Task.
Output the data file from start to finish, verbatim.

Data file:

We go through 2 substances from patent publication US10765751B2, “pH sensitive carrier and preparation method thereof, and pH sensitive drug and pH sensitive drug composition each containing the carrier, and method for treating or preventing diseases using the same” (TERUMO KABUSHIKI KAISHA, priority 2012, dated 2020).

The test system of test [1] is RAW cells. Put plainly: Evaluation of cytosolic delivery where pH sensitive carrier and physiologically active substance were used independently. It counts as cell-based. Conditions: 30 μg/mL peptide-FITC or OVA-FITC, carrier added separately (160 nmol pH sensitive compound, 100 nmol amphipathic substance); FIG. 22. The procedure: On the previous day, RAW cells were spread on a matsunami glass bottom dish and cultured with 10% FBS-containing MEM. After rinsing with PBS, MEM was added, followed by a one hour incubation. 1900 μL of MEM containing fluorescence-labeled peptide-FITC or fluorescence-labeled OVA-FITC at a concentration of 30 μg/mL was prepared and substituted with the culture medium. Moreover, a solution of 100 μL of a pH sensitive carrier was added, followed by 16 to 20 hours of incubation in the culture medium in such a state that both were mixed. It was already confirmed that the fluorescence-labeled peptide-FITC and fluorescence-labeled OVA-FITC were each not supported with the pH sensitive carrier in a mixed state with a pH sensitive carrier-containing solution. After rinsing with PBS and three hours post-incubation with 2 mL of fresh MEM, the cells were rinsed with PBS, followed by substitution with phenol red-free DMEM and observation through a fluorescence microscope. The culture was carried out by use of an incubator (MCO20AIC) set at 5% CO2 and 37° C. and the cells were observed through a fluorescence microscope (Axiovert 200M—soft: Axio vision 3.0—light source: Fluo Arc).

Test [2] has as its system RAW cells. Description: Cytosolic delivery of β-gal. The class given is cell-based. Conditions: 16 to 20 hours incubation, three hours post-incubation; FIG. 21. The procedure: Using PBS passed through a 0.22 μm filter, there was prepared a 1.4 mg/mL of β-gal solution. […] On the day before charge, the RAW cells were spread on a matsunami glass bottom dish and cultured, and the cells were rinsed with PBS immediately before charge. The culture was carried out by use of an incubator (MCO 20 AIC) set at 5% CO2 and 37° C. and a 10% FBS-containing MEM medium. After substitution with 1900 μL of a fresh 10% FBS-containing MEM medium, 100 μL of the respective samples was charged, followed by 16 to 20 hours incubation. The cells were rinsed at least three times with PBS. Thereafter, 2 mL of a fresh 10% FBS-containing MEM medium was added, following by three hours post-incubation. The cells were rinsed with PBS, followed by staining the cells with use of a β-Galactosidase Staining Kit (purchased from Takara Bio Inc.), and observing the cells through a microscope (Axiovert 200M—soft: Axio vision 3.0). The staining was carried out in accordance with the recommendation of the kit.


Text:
We go through 2 substances from patent publication US10765751B2, “pH sensitive carrier and preparation method thereof, and pH sensitive drug and pH sensitive drug composition each containing the carrier, and method for treating or preventing diseases using the same” (TERUMO KABUSHIKI KAISHA, priority 2012, dated 2020).

The test system of test [1] is RAW cells. Put plainly: Evaluation of cytosolic delivery where pH sensitive carrier and physiologically active substance were used independently. It counts as cell-based. Conditions: 30 μg/mL peptide-FITC or OVA-FITC, carrier added separately (160 nmol pH sensitive compound, 100 nmol amphipathic substance); FIG. 22. The procedure: On the previous day, RAW cells were spread on a matsunami glass bottom dish and cultured with 10% FBS-containing MEM. After rinsing with PBS, MEM was added, followed by a one hour incubation. 1900 μL of MEM containing fluorescence-labeled peptide-FITC or fluorescence-labeled OVA-FITC at a concentration of 30 μg/mL was prepared and substituted with the culture medium. Moreover, a solution of 100 μL of a pH sensitive carrier was added, followed by 16 to 20 hours of incubation in the culture medium in such a state that both were mixed. It was already confirmed that the fluorescence-labeled peptide-FITC and fluorescence-labeled OVA-FITC were each not supported with the pH sensitive carrier in a mixed state with a pH sensitive carrier-containing solution. After rinsing with PBS and three hours post-incubation with 2 mL of fresh MEM, the cells were rinsed with PBS, followed by substitution with phenol red-free DMEM and observation through a fluorescence microscope. The culture was carried out by use of an incubator (MCO20AIC) set at 5% CO2 and 37° C. and the cells were observed through a fluorescence microscope (Axiovert 200M—soft: Axio vision 3.0—light source: Fluo Arc).

Test [2] has as its system RAW cells. Description: Cytosolic delivery of β-gal. The class given is cell-based. Conditions: 16 to 20 hours incubation, three hours post-incubation; FIG. 21. The procedure: Using PBS passed through a 0.22 μm filter, there was prepared a 1.4 mg/mL of β-gal solution. […] On the day before charge, the RAW cells were spread on a matsunami glass bottom dish and cultured, and the cells were rinsed with PBS immediately before charge. The culture was carried out by use of an incubator (MCO 20 AIC) set at 5% CO2 and 37° C. and a 10% FBS-containing MEM medium. After substitution with 1900 μL of a fresh 10% FBS-containing MEM medium, 100 μL of the respective samples was charged, followed by 16 to 20 hours incubation. The cells were rinsed at least three times with PBS. Thereafter, 2 mL of a fresh 10% FBS-containing MEM medium was added, following by three hours post-incubation. The cells were rinsed with PBS, followed by staining the cells with use of a β-Galactosidase Staining Kit (purchased from Takara Bio Inc.), and observing the cells through a microscope (Axiovert 200M—soft: Axio vision 3.0). The staining was carried out in accordance with the recommendation of the kit.